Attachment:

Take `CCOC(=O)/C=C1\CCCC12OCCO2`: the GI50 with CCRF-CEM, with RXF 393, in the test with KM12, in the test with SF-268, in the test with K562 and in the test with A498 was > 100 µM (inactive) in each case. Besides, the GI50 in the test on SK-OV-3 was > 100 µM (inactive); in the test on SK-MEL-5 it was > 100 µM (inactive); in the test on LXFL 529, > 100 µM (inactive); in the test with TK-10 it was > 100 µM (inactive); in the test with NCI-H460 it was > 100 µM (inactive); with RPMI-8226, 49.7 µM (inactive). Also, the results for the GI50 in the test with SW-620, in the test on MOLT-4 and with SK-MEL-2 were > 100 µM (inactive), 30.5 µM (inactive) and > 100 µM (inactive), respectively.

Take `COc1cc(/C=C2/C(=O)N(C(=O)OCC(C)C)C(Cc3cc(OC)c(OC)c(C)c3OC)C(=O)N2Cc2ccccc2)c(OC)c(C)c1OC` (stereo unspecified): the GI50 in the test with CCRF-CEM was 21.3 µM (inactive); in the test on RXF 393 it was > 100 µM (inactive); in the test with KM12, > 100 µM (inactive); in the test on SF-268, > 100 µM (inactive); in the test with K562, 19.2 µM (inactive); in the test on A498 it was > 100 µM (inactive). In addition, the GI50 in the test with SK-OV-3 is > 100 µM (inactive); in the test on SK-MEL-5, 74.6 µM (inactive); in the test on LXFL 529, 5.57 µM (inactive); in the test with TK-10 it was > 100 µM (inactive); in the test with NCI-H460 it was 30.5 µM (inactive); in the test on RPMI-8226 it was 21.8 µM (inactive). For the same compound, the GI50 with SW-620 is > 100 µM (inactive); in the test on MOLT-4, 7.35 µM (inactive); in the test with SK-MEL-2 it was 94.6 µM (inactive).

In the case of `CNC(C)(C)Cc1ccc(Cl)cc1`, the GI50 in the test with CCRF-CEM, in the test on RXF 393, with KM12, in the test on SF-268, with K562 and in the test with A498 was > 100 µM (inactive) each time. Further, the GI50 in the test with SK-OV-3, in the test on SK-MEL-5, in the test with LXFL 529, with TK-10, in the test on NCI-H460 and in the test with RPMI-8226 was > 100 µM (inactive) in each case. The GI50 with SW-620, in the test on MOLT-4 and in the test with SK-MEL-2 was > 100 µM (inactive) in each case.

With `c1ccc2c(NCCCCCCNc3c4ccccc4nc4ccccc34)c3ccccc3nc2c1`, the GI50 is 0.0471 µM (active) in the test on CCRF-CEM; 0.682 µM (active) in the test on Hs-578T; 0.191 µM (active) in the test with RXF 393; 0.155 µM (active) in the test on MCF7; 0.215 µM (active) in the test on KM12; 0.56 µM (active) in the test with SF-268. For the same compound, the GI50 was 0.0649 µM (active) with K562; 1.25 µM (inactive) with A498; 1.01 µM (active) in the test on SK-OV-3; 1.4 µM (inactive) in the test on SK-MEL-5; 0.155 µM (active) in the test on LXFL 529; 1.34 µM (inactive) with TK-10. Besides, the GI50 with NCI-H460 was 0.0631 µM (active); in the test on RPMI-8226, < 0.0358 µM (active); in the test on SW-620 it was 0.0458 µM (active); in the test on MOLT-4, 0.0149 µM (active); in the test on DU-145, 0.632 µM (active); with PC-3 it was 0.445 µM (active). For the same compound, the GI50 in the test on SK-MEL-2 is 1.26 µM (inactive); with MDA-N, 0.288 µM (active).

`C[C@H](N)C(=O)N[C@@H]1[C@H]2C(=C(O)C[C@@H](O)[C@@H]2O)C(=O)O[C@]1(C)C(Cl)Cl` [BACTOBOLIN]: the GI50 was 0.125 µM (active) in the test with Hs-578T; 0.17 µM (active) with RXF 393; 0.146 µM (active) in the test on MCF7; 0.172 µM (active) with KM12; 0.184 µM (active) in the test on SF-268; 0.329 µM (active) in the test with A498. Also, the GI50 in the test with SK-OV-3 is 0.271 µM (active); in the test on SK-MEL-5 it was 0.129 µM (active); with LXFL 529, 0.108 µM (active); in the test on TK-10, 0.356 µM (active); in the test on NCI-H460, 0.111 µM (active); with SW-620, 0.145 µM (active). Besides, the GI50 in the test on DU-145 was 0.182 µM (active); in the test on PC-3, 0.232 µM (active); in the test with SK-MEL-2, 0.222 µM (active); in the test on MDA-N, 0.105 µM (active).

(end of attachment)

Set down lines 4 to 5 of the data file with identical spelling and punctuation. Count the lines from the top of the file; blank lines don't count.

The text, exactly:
With `c1ccc2c(NCCCCCCNc3c4ccccc4nc4ccccc34)c3ccccc3nc2c1`, the GI50 is 0.0471 µM (active) in the test on CCRF-CEM; 0.682 µM (active) in the test on Hs-578T; 0.191 µM (active) in the test with RXF 393; 0.155 µM (active) in the test on MCF7; 0.215 µM (active) in the test on KM12; 0.56 µM (active) in the test with SF-268. For the same compound, the GI50 was 0.0649 µM (active) with K562; 1.25 µM (inactive) with A498; 1.01 µM (active) in the test on SK-OV-3; 1.4 µM (inactive) in the test on SK-MEL-5; 0.155 µM (active) in the test on LXFL 529; 1.34 µM (inactive) with TK-10. Besides, the GI50 with NCI-H460 was 0.0631 µM (active); in the test on RPMI-8226, < 0.0358 µM (active); in the test on SW-620 it was 0.0458 µM (active); in the test on MOLT-4, 0.0149 µM (active); in the test on DU-145, 0.632 µM (active); with PC-3 it was 0.445 µM (active). For the same compound, the GI50 in the test on SK-MEL-2 is 1.26 µM (inactive); with MDA-N, 0.288 µM (active).

`C[C@H](N)C(=O)N[C@@H]1[C@H]2C(=C(O)C[C@@H](O)[C@@H]2O)C(=O)O[C@]1(C)C(Cl)Cl` [BACTOBOLIN]: the GI50 was 0.125 µM (active) in the test with Hs-578T; 0.17 µM (active) with RXF 393; 0.146 µM (active) in the test on MCF7; 0.172 µM (active) with KM12; 0.184 µM (active) in the test on SF-268; 0.329 µM (active) in the test with A498. Also, the GI50 in the test with SK-OV-3 is 0.271 µM (active); in the test on SK-MEL-5 it was 0.129 µM (active); with LXFL 529, 0.108 µM (active); in the test on TK-10, 0.356 µM (active); in the test on NCI-H460, 0.111 µM (active); with SW-620, 0.145 µM (active). Besides, the GI50 in the test on DU-145 was 0.182 µM (active); in the test on PC-3, 0.232 µM (active); in the test with SK-MEL-2, 0.222 µM (active); in the test on MDA-N, 0.105 µM (active).